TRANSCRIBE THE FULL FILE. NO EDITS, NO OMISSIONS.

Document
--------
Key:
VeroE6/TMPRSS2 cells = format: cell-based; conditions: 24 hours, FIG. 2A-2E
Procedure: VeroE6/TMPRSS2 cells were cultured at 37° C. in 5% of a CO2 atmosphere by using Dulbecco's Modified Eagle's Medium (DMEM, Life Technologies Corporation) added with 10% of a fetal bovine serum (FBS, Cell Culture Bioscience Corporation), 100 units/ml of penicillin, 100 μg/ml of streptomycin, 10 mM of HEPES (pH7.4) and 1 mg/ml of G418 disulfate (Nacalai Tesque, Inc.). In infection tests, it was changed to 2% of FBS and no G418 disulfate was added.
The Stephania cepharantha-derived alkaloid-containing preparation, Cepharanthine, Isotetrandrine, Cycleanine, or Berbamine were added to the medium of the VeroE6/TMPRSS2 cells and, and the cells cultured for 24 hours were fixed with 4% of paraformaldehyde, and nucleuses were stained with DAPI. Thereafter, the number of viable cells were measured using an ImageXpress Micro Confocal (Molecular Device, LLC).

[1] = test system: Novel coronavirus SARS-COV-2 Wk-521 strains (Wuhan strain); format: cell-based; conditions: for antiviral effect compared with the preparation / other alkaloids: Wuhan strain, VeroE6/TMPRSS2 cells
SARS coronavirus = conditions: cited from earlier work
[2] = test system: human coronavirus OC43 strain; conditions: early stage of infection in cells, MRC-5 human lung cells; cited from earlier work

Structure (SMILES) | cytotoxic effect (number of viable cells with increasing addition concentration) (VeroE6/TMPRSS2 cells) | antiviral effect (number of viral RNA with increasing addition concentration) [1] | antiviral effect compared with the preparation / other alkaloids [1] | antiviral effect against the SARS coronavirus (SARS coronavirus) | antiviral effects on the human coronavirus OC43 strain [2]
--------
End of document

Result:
Key:
VeroE6/TMPRSS2 cells = format: cell-based; conditions: 24 hours, FIG. 2A-2E
Procedure: VeroE6/TMPRSS2 cells were cultured at 37° C. in 5% of a CO2 atmosphere by using Dulbecco's Modified Eagle's Medium (DMEM, Life Technologies Corporation) added with 10% of a fetal bovine serum (FBS, Cell Culture Bioscience Corporation), 100 units/ml of penicillin, 100 μg/ml of streptomycin, 10 mM of HEPES (pH7.4) and 1 mg/ml of G418 disulfate (Nacalai Tesque, Inc.). In infection tests, it was changed to 2% of FBS and no G418 disulfate was added.
The Stephania cepharantha-derived alkaloid-containing preparation, Cepharanthine, Isotetrandrine, Cycleanine, or Berbamine were added to the medium of the VeroE6/TMPRSS2 cells and, and the cells cultured for 24 hours were fixed with 4% of paraformaldehyde, and nucleuses were stained with DAPI. Thereafter, the number of viable cells were measured using an ImageXpress Micro Confocal (Molecular Device, LLC).

[1] = test system: Novel coronavirus SARS-COV-2 Wk-521 strains (Wuhan strain); format: cell-based; conditions: for antiviral effect compared with the preparation / other alkaloids: Wuhan strain, VeroE6/TMPRSS2 cells
SARS coronavirus = conditions: cited from earlier work
[2] = test system: human coronavirus OC43 strain; conditions: early stage of infection in cells, MRC-5 human lung cells; cited from earlier work

Structure (SMILES) | cytotoxic effect (number of viable cells with increasing addition concentration) (VeroE6/TMPRSS2 cells) | antiviral effect (number of viral RNA with increasing addition concentration) [1] | antiviral effect compared with the preparation / other alkaloids [1] | antiviral effect against the SARS coronavirus (SARS coronavirus) | antiviral effects on the human coronavirus OC43 strain [2]